Ray Richards is founder of Mindspan Consultants and a technology journalist hailing from Ottawa, Canada

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QuickBooks the Final Chapter

As you may remember, last time around, we delved into the standard features of Intuit's SOHO accounting package, QuickBooks Pro. As we continue our examination of this administrative systems software, we will look at the features that differentiate it from its popular, though less robust sibling, Quicken Home and Business.


One of the first things I noticed when evaluating this software was the fact that Intuit doesn't seem to want to force its software's features upon the user. This is very welcome to most entrepreneurs as it doesn't require them to dramatically alter their business processes to suit the software model.  As a result, one of the nicest aspects of the payroll package is that you don't have to use it; however, if you do, you won't be disappointed. If you've ever attempted to deal with payroll manually you'll instantly appreciate the depth of expertise normally associated with undertaking this often onerous task. You have to keep track of so many things - hours, salaries, commissions, dependents, vacation, sick time, SIN numbers, bonuses, advances, pension plans, union dues, overtime, taxes - the list seems to go on forever.

Fortunately, with QuickBooks Pro, you needn't worry about all these time consuming calculations. The software handles nearly everything for you. After you've set up the payroll system to your specifications (not difficult), you simply punch a new employee's personal information and salary package and the software pretty much takes care of the rest. It handles myriad compensation packages with ease, utilising the built in time tracking to calculate hours or permitting you to specify them. It excels at automatically computing taxes and a comprehensive list of deductions while maintaining year-to-date totals of this information.  You can track sick time, vacation time, print multipart cheques and even calculate and print T4 forms. One caveat however, you should subscribe to their payroll tax compliance service in order to ensure observance to the current tax laws. Intuit will send subscribers updated taxation tables as they are required.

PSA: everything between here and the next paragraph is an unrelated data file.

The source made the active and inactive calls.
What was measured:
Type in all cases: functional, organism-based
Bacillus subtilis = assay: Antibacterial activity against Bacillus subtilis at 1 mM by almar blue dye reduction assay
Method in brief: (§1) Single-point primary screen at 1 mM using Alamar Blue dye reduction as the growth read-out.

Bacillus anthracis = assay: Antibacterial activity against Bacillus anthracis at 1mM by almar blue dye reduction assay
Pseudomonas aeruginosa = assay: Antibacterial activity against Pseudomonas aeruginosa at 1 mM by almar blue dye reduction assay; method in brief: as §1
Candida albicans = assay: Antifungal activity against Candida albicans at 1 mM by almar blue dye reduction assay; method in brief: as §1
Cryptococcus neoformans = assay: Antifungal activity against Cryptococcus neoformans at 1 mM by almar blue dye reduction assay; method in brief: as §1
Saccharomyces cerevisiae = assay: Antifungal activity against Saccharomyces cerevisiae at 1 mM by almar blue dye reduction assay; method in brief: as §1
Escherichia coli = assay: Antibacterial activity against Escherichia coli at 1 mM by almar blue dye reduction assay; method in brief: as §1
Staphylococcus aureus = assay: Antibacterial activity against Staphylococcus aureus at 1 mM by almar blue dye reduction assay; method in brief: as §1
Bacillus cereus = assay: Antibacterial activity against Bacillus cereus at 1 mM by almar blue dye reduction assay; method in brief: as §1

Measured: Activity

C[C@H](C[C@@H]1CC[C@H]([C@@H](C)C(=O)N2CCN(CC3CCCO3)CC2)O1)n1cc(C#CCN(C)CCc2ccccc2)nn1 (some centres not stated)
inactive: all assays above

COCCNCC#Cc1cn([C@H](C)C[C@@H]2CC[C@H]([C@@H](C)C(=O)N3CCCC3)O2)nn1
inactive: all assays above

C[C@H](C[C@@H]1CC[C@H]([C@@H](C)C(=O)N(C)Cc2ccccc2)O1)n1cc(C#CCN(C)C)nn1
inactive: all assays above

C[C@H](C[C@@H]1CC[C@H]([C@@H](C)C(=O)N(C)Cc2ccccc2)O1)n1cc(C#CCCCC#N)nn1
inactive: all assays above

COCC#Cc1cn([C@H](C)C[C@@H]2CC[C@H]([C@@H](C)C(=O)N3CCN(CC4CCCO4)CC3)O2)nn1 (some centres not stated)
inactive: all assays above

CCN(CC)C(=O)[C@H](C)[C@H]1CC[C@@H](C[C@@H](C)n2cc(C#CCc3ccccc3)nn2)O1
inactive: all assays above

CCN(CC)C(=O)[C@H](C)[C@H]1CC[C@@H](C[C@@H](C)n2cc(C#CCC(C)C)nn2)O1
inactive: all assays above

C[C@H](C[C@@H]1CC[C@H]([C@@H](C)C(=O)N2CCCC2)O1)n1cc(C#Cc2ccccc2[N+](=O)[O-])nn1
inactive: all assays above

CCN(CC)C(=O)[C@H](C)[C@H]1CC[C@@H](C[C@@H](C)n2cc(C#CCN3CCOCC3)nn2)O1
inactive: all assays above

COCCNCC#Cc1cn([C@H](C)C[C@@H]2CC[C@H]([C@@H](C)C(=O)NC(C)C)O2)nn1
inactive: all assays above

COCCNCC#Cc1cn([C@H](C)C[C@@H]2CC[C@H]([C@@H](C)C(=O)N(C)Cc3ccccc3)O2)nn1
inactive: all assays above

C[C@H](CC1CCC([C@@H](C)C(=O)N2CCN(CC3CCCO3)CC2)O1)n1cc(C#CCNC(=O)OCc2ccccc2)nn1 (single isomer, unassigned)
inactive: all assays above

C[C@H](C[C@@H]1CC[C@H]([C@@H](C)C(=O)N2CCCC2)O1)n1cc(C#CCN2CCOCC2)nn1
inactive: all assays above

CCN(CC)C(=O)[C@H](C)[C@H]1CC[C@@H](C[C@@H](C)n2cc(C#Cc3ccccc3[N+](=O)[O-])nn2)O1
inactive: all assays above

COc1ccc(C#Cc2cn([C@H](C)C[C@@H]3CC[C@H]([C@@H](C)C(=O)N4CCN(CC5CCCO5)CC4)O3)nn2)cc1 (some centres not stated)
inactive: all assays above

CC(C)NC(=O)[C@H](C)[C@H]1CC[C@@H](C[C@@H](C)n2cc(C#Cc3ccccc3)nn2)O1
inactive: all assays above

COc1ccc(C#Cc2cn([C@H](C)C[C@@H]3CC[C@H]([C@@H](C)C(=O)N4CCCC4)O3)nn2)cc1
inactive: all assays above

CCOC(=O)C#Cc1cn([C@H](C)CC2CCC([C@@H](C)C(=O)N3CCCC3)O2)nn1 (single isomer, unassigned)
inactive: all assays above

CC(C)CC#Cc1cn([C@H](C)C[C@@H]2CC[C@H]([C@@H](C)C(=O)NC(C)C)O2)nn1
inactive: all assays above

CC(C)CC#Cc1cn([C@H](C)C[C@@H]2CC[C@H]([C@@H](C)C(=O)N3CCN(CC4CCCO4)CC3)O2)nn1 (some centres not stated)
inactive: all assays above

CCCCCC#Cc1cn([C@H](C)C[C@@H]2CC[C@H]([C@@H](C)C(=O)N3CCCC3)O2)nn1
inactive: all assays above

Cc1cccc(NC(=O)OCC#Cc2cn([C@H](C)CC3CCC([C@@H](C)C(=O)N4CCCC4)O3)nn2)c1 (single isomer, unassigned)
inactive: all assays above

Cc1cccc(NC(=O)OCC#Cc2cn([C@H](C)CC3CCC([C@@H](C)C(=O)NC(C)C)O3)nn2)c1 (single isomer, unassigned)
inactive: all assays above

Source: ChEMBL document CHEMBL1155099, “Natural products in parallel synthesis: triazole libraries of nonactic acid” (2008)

A well known business truism states "If you can't measure it, you can't manage it." Should your establishment maintain a store of saleable goods, accurate inventory management is obviously of paramount importance. QuickBooks greatly eases the burden faced by many involved with this task in small enterprise and yet fails to make the grade as a comprehensive inventory management system. To Intuit's  credit, they do outline the software's limitations at the outset and of course allow you to opt out of its inclusion within your administrative system suite. For those whose inventory consists of items ready for resale wherein component parts need not be individually accounted for, and whose sales are typically of a repetitive nature, QuickBooks handles the task admirably.

Companies which are involved in componentised manufacturing or the resale of multiple unique articles vs. collections of a specific type are not well suited to this sub-application. For example, a shop which sold candles and maintained a purchased stock of several specific varieties for resale would be fine, however a computer clone dealer which primarily sold packages of its own construction and ordered many goods for just-in-time delivery would not be as well served. While the software handles basic operations tolerably well, the lack of support for bar code scanners for instance is indicative of the rudimentary nature of the inventory system overall.

Customer / Vendor Tracking and Management

If QuickBooks Pro falls down a little in its support  of inventory management functions, it makes up for it with provisions for customer / vendor tracking which most smaller concerns will find more than adequate. You can classify clients by customer and job types, set individual payment terms, associate them with sales employees, and define custom fields within the client information manager which are relevant to your business model.

The application additionally supports mail merges, the creation of contact lists, to-do notes and reminders as well as label and rolodex card printing. You can also generate estimates with ease and associate them with a prospect. Should the client purchase the goods outlined on the estimate, you need only press the print invoice button on the estimate to finalise the transaction. On the vendor side you will find all the basic functions you'd expect and additionally have the ability to define custom fields in support of the inclusion of information pertinent to your area of specialisation.

Final Impressions

Overall, I'd rate QuickBooks Pro an excellent value at $249.95 suggested retail (of course you'll find it cheaper if you shop around!). It is well targeted, includes comprehensive, easy to use reporting throughout and didactically speaking as concerns accounting, you couldn't ask for a more painless indoctrination. Stay tuned next month for the premier Connected article in a series on business graphics.

Originally published in Ottawa Computes! magazine, January, 2000, by technology columnist, Ray Richards.


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